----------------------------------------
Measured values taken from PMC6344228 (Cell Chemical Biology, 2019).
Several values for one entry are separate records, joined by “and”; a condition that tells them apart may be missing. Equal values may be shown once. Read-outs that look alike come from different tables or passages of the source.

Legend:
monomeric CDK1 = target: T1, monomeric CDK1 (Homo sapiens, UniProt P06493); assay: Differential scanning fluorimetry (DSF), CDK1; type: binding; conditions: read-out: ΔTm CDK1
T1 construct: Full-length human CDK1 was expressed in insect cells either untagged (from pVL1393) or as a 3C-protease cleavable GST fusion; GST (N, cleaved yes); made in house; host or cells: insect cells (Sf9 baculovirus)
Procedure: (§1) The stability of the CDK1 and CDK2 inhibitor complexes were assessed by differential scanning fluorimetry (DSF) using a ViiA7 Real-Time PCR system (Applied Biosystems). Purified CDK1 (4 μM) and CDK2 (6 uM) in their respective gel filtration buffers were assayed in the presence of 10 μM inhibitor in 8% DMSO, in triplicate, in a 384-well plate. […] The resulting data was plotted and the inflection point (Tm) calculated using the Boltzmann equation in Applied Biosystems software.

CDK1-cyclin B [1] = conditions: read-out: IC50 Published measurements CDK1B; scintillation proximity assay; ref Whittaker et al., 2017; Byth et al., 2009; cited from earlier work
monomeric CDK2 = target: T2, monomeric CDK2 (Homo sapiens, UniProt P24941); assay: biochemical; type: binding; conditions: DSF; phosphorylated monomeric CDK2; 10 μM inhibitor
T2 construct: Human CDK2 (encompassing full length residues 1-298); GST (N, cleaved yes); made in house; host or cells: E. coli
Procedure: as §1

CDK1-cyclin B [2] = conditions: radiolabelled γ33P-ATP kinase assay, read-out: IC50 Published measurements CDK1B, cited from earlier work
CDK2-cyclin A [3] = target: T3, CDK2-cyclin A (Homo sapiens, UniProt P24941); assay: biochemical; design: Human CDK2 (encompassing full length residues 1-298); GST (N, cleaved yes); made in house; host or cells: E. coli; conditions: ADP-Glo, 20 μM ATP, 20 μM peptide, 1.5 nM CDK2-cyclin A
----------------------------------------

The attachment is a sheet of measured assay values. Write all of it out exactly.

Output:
Measured values taken from PMC6344228 (Cell Chemical Biology, 2019).
Several values for one entry are separate records, joined by “and”; a condition that tells them apart may be missing. Equal values may be shown once. Read-outs that look alike come from different tables or passages of the source.

Legend:
monomeric CDK1 = target: T1, monomeric CDK1 (Homo sapiens, UniProt P06493); assay: Differential scanning fluorimetry (DSF), CDK1; type: binding; conditions: read-out: ΔTm CDK1
T1 construct: Full-length human CDK1 was expressed in insect cells either untagged (from pVL1393) or as a 3C-protease cleavable GST fusion; GST (N, cleaved yes); made in house; host or cells: insect cells (Sf9 baculovirus)
Procedure: (§1) The stability of the CDK1 and CDK2 inhibitor complexes were assessed by differential scanning fluorimetry (DSF) using a ViiA7 Real-Time PCR system (Applied Biosystems). Purified CDK1 (4 μM) and CDK2 (6 uM) in their respective gel filtration buffers were assayed in the presence of 10 μM inhibitor in 8% DMSO, in triplicate, in a 384-well plate. […] The resulting data was plotted and the inflection point (Tm) calculated using the Boltzmann equation in Applied Biosystems software.

CDK1-cyclin B [1] = conditions: read-out: IC50 Published measurements CDK1B; scintillation proximity assay; ref Whittaker et al., 2017; Byth et al., 2009; cited from earlier work
monomeric CDK2 = target: T2, monomeric CDK2 (Homo sapiens, UniProt P24941); assay: biochemical; type: binding; conditions: DSF; phosphorylated monomeric CDK2; 10 μM inhibitor
T2 construct: Human CDK2 (encompassing full length residues 1-298); GST (N, cleaved yes); made in house; host or cells: E. coli
Procedure: as §1

CDK1-cyclin B [2] = conditions: radiolabelled γ33P-ATP kinase assay, read-out: IC50 Published measurements CDK1B, cited from earlier work
CDK2-cyclin A [3] = target: T3, CDK2-cyclin A (Homo sapiens, UniProt P24941); assay: biochemical; design: Human CDK2 (encompassing full length residues 1-298); GST (N, cleaved yes); made in house; host or cells: E. coli; conditions: ADP-Glo, 20 μM ATP, 20 μM peptide, 1.5 nM CDK2-cyclin A